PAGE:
delayMicroseconds again

Maybe this should have been part of the last thread, but I didn’t want this to get lost.

re: delayMicroseconds

Am I the only person who thinks it’s kind of crazy to be throwing away 1/4 us resolution just to make the units come out to us’s instead of .25 us’s? If you give them more precsion, someone’s going to use it.

Then again the present code has the inertia of the function people have gotten used to, and all the existing code that will break if this is changed, will be a hassle.

Ellen Ullman has a fun essay on legacy code, in which she points out that legacies used to be a good thing, and now many tech companies view legacy technology as some kind of albatross that must be taken into account but is mostly just an annoyance.

from the function delayMicroseconds

      // the following loop takes a quarter of a microsecond (4 cycles)
      // per iteration, so execute it four times for each microsecond of
      // delay requested.
      us <<= 2;

I think we felt it was worth the lose of precision to simplify the explanation of the function. That is, we actually wanted a function that would delay for a certain number of microseconds, not the smallest possible resolution. On the other hand, jims has written some code that provides a delayClockCycles() function and a delayTicks() function (which does something like what you're asking for). We could consider adding those to the core too (probably in the advanced / expanded reference).

Maybe documenting a good one-line timing hack wouldn’t be a bad idea, somewhere.
Here it is - a little more explicitly - for those who may not have followed this discussion so far.

To increase the resolution of delayMicroseconds, (and consequently change the units from 1 us to .25 us)
comment out the line “us <<=2;” in the file wiring.c (see below). This will also change the largest working parameter value to 65535 from 16383.

Then recompile - you may have to delete the wiring.o file.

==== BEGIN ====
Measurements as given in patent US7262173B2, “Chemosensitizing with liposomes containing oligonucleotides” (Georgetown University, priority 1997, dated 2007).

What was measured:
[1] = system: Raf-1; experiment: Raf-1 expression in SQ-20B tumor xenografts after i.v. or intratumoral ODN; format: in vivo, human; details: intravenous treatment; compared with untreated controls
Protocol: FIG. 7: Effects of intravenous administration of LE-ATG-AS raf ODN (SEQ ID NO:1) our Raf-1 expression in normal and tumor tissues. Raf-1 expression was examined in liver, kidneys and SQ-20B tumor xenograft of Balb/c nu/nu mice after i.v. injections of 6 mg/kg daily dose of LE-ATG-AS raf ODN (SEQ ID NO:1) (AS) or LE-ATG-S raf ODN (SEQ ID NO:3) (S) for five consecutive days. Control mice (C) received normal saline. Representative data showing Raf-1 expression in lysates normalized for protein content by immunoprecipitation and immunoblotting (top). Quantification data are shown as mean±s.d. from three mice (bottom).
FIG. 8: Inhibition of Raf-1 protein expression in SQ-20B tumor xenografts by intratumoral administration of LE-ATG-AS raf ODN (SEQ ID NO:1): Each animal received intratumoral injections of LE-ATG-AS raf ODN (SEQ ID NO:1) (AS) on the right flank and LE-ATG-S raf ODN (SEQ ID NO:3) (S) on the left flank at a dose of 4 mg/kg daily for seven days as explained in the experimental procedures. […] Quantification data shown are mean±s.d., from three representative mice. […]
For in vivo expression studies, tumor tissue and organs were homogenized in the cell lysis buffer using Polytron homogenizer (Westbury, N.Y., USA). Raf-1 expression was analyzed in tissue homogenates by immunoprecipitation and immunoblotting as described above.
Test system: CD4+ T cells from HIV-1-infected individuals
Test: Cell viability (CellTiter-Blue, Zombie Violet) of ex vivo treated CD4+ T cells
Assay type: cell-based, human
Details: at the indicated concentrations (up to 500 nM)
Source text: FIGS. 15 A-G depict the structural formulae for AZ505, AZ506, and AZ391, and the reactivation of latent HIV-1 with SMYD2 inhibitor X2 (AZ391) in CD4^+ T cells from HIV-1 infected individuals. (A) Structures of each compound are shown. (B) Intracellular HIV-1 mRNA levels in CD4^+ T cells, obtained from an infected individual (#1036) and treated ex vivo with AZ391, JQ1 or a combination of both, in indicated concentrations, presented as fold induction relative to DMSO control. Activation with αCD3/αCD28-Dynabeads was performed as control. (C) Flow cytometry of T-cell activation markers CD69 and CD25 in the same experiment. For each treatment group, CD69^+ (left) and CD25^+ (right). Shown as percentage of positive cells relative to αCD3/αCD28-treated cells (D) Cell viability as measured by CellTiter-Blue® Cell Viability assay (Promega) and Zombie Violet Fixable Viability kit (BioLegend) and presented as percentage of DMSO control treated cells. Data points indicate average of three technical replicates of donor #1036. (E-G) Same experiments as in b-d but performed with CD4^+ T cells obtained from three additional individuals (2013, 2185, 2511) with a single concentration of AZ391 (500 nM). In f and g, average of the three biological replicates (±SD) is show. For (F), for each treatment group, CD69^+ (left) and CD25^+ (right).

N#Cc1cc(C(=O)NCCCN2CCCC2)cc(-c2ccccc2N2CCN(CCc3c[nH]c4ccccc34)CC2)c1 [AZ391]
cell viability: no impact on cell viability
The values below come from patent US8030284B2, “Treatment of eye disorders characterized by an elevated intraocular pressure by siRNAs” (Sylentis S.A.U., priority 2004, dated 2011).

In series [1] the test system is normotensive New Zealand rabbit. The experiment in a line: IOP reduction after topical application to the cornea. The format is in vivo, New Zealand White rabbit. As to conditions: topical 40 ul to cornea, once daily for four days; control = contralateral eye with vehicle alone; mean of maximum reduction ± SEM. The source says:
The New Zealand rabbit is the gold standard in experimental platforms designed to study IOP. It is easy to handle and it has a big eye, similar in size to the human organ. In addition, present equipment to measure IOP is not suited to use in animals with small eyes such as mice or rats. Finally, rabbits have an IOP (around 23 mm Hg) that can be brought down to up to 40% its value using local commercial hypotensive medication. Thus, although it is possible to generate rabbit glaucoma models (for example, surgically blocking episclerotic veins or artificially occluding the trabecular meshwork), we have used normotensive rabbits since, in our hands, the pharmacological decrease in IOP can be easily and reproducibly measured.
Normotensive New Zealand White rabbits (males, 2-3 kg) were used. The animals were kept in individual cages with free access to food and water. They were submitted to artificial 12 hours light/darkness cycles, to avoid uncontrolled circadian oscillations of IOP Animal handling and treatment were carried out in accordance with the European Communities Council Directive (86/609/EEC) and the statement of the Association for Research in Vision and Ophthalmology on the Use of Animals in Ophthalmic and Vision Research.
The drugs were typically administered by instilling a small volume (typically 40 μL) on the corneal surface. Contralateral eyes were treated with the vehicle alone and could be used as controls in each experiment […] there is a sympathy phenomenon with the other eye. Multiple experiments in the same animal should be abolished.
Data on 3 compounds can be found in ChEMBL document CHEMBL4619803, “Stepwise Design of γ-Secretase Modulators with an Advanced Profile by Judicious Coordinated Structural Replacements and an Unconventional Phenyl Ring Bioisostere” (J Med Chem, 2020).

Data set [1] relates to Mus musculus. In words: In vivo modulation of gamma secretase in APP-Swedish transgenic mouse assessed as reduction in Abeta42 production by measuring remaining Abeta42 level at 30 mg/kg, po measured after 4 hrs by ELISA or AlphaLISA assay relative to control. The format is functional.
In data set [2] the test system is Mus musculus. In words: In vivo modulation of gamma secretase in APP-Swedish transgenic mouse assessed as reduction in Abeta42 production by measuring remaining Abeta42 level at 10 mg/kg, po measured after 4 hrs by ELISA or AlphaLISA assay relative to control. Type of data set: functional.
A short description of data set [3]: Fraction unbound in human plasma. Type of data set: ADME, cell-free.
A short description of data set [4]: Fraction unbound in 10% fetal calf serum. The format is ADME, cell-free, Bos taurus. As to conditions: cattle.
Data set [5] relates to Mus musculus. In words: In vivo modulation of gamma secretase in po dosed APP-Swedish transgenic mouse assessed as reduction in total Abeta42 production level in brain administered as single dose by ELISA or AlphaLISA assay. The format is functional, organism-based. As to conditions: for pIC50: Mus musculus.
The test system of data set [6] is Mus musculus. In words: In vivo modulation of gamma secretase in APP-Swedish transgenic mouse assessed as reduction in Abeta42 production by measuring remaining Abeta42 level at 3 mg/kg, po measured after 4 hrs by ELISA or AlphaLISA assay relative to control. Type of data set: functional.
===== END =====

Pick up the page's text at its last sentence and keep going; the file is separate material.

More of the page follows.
// the following loop takes a quarter of a microsecond (4 cycles)
      // per iteration, so execute it four times for each microsecond of
      // delay requested.
      us <<= 2;      // comment out this line to increase resolution

Of course I’d like to see more utility functions included in core, such as jims’ timing files and the autoscale functions that were discussed on the developers list.

Because the linker now only includes functions explicitly used in a sketch, it seems like there is not much downside to including more, rather than less, in core. Are there some more subtle issues I’m missing on this; or maybe it’s just a matter of the priority level on the (impressively large) to-do list.

It's partly a matter of priorities and limited time to spend on the development. It's also a matter of wanting to limit the number of functions to keep the platform approachable and easy-to-use. Part of the philosophy of the Arduino software is to try to find the core set of functions that serve most purposes, not provide a function for absolutely everything. Someone who wants that much flexibility is probably better off with something like avrlib. Which doesn't mean that there's not a need to add more - there is, but we don't want to make it too complicated (and four separate delay functions is starting to get there). In any case, these are the kinds of discussions that are probably best held on the developers list.

Part of the philosophy of the Arduino software is to try to find the core set of functions that serve most purposes, not provide a function for absolutely everything.

Yes, exactly! The success of a project like Arduino lies in providing a set of functions that is simultaneously simple enough for the target audience to understand, and powerful enough to get a lot done.

Someone who wants that much flexibility is probably better off with something like avrlib.

Or assembler. All of which you CAN merge with the arduino environment. The beauty of open source is that you can take the existing delayMicroseconds(), cut and paste it into your own sketch code, edit as described here, rename it to delayQus(), and have both sets of functionality.